index - An alphabetical listing of names or topics, with the citation of page numbers, to facilitate quick reference to the contents of the work. The index is located at the back in a book. For series and journals, it is usually published after the volume is completed and is usually found in the last issue.

inscribed copy - A book in which a written inscription has been made by the author, to a specified person. See Example

inscriptionby previous owner - A written name, note, phrase, or comment made in a book. Unless indicated otherwise, the inscription is not written by the author. See Example

insect damage - Refers to the condition of a book; the book's binding or boards show visible hurt from insects. Examples could include paths where worms have burrowed and spotting caused by silverfish.

international edition - A version of a book that has been published for distribution outside the U.S. Most international editions have different ISBNs than the U.S. edition. They often have different covers, usually contain the same content, and sometimes are printed on lower-quality paper.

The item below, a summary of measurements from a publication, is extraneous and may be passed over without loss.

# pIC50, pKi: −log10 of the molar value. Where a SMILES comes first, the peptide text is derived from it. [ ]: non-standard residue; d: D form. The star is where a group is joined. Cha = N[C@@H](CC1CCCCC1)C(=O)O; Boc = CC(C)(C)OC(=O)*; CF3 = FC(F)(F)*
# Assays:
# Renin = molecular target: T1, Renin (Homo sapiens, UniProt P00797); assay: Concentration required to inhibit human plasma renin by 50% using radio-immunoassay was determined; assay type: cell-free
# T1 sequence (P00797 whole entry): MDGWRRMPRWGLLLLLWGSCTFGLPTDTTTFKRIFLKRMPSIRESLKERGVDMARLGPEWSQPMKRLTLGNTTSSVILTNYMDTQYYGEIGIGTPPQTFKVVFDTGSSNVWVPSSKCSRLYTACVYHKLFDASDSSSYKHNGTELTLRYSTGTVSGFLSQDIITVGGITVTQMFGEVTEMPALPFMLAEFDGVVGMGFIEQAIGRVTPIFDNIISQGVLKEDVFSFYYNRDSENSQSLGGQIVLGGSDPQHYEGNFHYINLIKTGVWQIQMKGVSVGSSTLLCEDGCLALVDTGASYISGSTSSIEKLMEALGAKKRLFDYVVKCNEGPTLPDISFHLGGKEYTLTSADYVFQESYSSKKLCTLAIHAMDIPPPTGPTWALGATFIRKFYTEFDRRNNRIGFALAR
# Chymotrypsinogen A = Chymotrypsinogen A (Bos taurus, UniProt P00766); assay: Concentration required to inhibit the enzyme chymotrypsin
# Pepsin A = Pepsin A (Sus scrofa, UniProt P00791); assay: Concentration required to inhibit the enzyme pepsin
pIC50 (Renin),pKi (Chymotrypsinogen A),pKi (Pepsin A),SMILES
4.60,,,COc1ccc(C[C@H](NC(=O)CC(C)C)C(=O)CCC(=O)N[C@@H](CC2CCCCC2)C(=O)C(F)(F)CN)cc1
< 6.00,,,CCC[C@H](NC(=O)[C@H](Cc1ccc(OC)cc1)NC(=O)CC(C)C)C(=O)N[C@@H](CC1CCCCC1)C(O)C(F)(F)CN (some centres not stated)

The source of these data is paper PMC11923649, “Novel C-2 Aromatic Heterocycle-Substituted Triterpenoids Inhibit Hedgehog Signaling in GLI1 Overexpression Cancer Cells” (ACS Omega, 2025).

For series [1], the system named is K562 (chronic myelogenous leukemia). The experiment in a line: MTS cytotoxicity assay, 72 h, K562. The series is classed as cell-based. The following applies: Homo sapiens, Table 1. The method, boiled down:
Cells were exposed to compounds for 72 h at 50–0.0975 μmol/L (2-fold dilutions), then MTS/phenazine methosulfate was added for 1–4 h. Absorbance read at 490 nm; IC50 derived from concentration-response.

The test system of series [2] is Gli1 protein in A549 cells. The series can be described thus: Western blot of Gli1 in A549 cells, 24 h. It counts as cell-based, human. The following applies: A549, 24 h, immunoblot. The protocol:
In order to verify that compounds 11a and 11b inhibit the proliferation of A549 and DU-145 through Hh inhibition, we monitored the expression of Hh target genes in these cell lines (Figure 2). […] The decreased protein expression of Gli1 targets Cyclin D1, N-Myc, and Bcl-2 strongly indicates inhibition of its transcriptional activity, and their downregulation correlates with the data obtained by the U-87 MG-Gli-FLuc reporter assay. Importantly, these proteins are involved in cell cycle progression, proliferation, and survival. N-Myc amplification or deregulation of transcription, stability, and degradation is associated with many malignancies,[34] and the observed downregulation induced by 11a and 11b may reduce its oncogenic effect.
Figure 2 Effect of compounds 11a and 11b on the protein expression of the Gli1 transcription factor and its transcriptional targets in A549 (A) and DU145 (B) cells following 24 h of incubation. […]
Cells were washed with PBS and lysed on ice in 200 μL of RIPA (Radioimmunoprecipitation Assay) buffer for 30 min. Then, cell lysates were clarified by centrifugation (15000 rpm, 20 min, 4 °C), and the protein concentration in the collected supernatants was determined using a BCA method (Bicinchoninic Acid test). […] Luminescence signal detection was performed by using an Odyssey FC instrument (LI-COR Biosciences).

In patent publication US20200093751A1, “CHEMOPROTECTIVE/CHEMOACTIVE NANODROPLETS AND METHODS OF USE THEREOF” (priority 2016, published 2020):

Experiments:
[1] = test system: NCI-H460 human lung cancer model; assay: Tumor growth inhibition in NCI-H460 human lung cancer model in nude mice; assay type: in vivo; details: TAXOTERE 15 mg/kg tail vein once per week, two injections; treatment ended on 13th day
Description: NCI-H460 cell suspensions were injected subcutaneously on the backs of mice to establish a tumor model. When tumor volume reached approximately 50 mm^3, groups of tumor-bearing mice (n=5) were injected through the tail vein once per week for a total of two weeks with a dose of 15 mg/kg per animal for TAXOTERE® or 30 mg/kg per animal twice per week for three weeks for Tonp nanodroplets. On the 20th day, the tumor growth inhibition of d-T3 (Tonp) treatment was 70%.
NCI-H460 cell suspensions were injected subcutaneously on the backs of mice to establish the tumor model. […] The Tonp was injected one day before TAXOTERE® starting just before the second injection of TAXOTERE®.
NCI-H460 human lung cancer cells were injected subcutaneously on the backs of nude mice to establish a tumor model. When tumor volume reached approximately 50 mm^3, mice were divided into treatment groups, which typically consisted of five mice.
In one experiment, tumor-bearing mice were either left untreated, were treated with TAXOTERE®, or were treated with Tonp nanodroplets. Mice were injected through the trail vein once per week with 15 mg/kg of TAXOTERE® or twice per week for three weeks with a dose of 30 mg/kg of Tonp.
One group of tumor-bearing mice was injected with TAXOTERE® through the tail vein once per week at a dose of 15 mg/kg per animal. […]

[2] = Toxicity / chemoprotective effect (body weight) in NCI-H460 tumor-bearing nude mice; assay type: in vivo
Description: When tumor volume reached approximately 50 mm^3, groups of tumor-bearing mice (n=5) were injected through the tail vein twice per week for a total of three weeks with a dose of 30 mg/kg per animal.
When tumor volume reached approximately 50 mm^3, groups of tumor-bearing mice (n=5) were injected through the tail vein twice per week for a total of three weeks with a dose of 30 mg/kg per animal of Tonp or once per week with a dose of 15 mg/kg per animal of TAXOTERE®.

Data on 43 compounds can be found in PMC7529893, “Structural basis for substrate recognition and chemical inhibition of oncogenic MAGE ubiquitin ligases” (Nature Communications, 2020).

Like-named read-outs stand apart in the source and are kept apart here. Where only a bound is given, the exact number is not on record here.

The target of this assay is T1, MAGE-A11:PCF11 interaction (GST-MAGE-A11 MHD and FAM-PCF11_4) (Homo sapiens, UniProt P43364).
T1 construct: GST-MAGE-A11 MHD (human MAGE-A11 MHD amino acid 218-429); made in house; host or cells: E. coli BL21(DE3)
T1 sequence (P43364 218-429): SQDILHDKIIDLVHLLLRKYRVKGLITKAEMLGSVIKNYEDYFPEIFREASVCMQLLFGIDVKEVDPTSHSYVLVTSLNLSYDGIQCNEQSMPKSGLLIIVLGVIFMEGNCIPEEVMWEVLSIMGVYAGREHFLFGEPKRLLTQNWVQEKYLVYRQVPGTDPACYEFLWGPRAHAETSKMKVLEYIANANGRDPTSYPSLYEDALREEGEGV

issue - A portion of the printing of an edition that has a different format, binding, or paper. An issue, of an edition, is done intentionally by the publisher and can contain various states.

J

japon vellum - A smooth, glossy, durable paper that looks and feels a little like vellum but is made from native fibers and is produced in Japan. Most commonly found in fancy or editions de luxe.

joint - The exterior juncture of the spine and boards of a (usually) case-bound book.

journal - A periodical or magazine, especially one published for a special group, learned society, or profession.

juvenile - A children's book.

juvenile picture book binding - A sturdy style of binding that is designed for books used by children. The book jacket is usually a case.

L